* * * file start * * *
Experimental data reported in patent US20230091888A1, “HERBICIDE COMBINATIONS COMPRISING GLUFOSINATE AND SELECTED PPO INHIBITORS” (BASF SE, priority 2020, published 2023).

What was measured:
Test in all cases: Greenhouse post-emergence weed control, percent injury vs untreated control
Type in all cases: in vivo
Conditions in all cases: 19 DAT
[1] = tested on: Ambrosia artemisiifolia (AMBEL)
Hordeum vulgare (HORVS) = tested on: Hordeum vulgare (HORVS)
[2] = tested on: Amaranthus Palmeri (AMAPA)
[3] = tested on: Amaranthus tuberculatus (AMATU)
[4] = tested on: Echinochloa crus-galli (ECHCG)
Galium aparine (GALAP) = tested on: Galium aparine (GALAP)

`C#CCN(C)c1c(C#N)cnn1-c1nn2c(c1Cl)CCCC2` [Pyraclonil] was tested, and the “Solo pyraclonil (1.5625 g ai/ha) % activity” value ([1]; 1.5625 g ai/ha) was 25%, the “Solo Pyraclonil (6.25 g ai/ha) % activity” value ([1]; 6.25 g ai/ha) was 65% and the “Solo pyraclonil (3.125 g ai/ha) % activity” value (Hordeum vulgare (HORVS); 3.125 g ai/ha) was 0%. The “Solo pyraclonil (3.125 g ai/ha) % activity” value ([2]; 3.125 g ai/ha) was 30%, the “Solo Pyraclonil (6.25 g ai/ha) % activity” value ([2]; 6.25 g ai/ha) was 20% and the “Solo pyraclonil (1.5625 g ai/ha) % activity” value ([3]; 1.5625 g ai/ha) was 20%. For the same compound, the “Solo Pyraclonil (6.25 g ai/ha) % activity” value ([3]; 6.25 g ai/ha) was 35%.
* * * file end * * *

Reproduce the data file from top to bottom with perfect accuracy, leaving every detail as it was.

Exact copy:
Experimental data reported in patent US20230091888A1, “HERBICIDE COMBINATIONS COMPRISING GLUFOSINATE AND SELECTED PPO INHIBITORS” (BASF SE, priority 2020, published 2023).

What was measured:
Test in all cases: Greenhouse post-emergence weed control, percent injury vs untreated control
Type in all cases: in vivo
Conditions in all cases: 19 DAT
[1] = tested on: Ambrosia artemisiifolia (AMBEL)
Hordeum vulgare (HORVS) = tested on: Hordeum vulgare (HORVS)
[2] = tested on: Amaranthus Palmeri (AMAPA)
[3] = tested on: Amaranthus tuberculatus (AMATU)
[4] = tested on: Echinochloa crus-galli (ECHCG)
Galium aparine (GALAP) = tested on: Galium aparine (GALAP)

`C#CCN(C)c1c(C#N)cnn1-c1nn2c(c1Cl)CCCC2` [Pyraclonil] was tested, and the “Solo pyraclonil (1.5625 g ai/ha) % activity” value ([1]; 1.5625 g ai/ha) was 25%, the “Solo Pyraclonil (6.25 g ai/ha) % activity” value ([1]; 6.25 g ai/ha) was 65% and the “Solo pyraclonil (3.125 g ai/ha) % activity” value (Hordeum vulgare (HORVS); 3.125 g ai/ha) was 0%. The “Solo pyraclonil (3.125 g ai/ha) % activity” value ([2]; 3.125 g ai/ha) was 30%, the “Solo Pyraclonil (6.25 g ai/ha) % activity” value ([2]; 6.25 g ai/ha) was 20% and the “Solo pyraclonil (1.5625 g ai/ha) % activity” value ([3]; 1.5625 g ai/ha) was 20%. For the same compound, the “Solo Pyraclonil (6.25 g ai/ha) % activity” value ([3]; 6.25 g ai/ha) was 35%.